T.S. Eliot's Symbolism
T.S. Eliot is perhaps the leading poet of this century. He was an American who lived much of his life in England. T.S. Eliot is classified in libraries as both an American poet and British poet. He was also an important literary critic, editing a literary magazine and writing extensively on poetry. Eliot's significance is that he never compromised with the audience. Eliot used complex symbolism to represent his ideas and views from a poets stand point.
Thomas Stearns Eliot was born in St. Louis in 1888 to a family with a prominent New England background. Eliot was educated at Harvard and joined many literary circles. The Nobel lectures wrote in Eliot's ...view middle of the document...
In the text book “Backpack Literature” the authors provide an analysis on Eliot's use of symbolism in his work “The Boston Evening Transcript”. The authors point out that Eliot uses evening newspapers as a reference to boredom. Eliot writes that the readers “sway in the wind like a field of ripe corn”. Eliot again uses the word sway to describe the readers as sleepy or in a vegetative like state.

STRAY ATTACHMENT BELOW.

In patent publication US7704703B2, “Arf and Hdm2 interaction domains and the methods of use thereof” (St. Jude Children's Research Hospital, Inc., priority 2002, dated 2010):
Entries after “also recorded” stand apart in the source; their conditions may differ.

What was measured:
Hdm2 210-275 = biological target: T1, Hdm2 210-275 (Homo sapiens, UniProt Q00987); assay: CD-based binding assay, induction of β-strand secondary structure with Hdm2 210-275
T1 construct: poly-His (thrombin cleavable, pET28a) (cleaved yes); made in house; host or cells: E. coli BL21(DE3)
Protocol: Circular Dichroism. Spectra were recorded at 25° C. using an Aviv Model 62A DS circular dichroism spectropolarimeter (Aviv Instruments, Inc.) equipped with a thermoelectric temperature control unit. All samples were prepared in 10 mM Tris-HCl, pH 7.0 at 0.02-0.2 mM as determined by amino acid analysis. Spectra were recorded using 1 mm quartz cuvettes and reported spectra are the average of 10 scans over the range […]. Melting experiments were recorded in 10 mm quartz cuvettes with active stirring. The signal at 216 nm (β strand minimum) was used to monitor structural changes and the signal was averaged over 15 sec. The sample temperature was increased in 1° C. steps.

The Transcript evokes a way of life without zest or passion . . . Eliot, then, uses the newspapers as the existence of boredom, fatigue, petty and unvarying routine. (549-550)
This particular work of Eliot may reflect Eliot's view of Bostonians being boring without actually stating it. Eliot uses symbolic references that require a deeper understanding of Eliot himself. Eliot uses symbols to say what he means making his poems very complex in nature.
Another example of Eliot's symbolism can be found in “The Waste Land”. Eliot's references places he lived in Germany. Eliot's poems often offer a view of the kind of world that has been created early in the century without compromising or outright saying what he means. These works offer a response to the reality of World Wars and the affects on life. Eliot also posts his outlook for the future from these affects. His works held an attitude that derived personally from Eliot's view point. ...